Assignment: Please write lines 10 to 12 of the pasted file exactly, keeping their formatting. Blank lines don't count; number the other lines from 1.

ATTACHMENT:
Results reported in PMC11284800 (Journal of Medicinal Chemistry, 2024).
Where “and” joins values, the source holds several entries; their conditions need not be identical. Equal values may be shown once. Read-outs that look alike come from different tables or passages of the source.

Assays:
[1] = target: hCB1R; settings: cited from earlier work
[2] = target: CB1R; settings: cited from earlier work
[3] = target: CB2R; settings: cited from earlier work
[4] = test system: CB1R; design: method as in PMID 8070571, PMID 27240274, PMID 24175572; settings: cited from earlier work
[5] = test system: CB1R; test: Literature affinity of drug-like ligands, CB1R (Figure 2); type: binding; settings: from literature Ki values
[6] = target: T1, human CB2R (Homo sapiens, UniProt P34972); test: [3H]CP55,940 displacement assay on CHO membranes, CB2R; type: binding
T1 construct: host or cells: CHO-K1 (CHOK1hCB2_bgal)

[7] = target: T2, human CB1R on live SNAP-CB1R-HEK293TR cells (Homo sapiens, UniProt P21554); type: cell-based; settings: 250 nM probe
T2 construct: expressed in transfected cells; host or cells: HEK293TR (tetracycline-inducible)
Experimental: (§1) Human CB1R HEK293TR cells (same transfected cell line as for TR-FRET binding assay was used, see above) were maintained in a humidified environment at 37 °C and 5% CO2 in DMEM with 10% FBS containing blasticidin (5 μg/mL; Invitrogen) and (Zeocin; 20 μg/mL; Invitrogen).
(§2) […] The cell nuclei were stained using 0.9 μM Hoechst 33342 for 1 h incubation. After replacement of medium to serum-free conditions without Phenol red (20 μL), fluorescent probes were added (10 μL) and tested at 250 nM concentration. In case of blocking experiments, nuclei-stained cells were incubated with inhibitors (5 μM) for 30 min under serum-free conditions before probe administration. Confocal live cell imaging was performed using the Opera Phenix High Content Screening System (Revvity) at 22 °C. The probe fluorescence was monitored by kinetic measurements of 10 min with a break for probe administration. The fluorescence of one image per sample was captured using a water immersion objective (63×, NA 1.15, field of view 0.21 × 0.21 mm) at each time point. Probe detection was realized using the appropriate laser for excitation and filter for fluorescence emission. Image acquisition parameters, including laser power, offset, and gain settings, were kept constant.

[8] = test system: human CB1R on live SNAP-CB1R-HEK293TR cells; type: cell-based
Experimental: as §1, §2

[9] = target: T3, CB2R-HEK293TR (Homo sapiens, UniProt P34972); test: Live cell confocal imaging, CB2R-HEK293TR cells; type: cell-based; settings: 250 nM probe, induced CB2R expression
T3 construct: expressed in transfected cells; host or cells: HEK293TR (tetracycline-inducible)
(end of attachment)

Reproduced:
T1 construct: host or cells: CHO-K1 (CHOK1hCB2_bgal)

[7] = target: T2, human CB1R on live SNAP-CB1R-HEK293TR cells (Homo sapiens, UniProt P21554); type: cell-based; settings: 250 nM probe
T2 construct: expressed in transfected cells; host or cells: HEK293TR (tetracycline-inducible)